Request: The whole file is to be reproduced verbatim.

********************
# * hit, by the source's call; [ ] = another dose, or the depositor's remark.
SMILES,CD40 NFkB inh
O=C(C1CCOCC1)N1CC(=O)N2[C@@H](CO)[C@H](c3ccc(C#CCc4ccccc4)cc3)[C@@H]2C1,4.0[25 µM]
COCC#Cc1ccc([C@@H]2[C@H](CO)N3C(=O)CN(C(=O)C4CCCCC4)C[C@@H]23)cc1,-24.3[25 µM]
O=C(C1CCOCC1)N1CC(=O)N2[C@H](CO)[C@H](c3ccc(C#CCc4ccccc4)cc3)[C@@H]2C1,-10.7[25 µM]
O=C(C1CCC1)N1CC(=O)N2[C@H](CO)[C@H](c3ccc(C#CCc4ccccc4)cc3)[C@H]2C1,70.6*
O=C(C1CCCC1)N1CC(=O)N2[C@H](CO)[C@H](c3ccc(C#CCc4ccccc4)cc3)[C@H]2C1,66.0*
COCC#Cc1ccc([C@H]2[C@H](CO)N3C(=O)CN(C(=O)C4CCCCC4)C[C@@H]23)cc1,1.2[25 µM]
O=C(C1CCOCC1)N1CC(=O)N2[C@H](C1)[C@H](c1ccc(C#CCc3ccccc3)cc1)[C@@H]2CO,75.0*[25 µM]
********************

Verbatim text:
# * hit, by the source's call; [ ] = another dose, or the depositor's remark.
SMILES,CD40 NFkB inh
O=C(C1CCOCC1)N1CC(=O)N2[C@@H](CO)[C@H](c3ccc(C#CCc4ccccc4)cc3)[C@@H]2C1,4.0[25 µM]
COCC#Cc1ccc([C@@H]2[C@H](CO)N3C(=O)CN(C(=O)C4CCCCC4)C[C@@H]23)cc1,-24.3[25 µM]
O=C(C1CCOCC1)N1CC(=O)N2[C@H](CO)[C@H](c3ccc(C#CCc4ccccc4)cc3)[C@@H]2C1,-10.7[25 µM]
O=C(C1CCC1)N1CC(=O)N2[C@H](CO)[C@H](c3ccc(C#CCc4ccccc4)cc3)[C@H]2C1,70.6*
O=C(C1CCCC1)N1CC(=O)N2[C@H](CO)[C@H](c3ccc(C#CCc4ccccc4)cc3)[C@H]2C1,66.0*
COCC#Cc1ccc([C@H]2[C@H](CO)N3C(=O)CN(C(=O)C4CCCCC4)C[C@@H]23)cc1,1.2[25 µM]
O=C(C1CCOCC1)N1CC(=O)N2[C@H](C1)[C@H](c1ccc(C#CCc3ccccc3)cc1)[C@@H]2CO,75.0*[25 µM]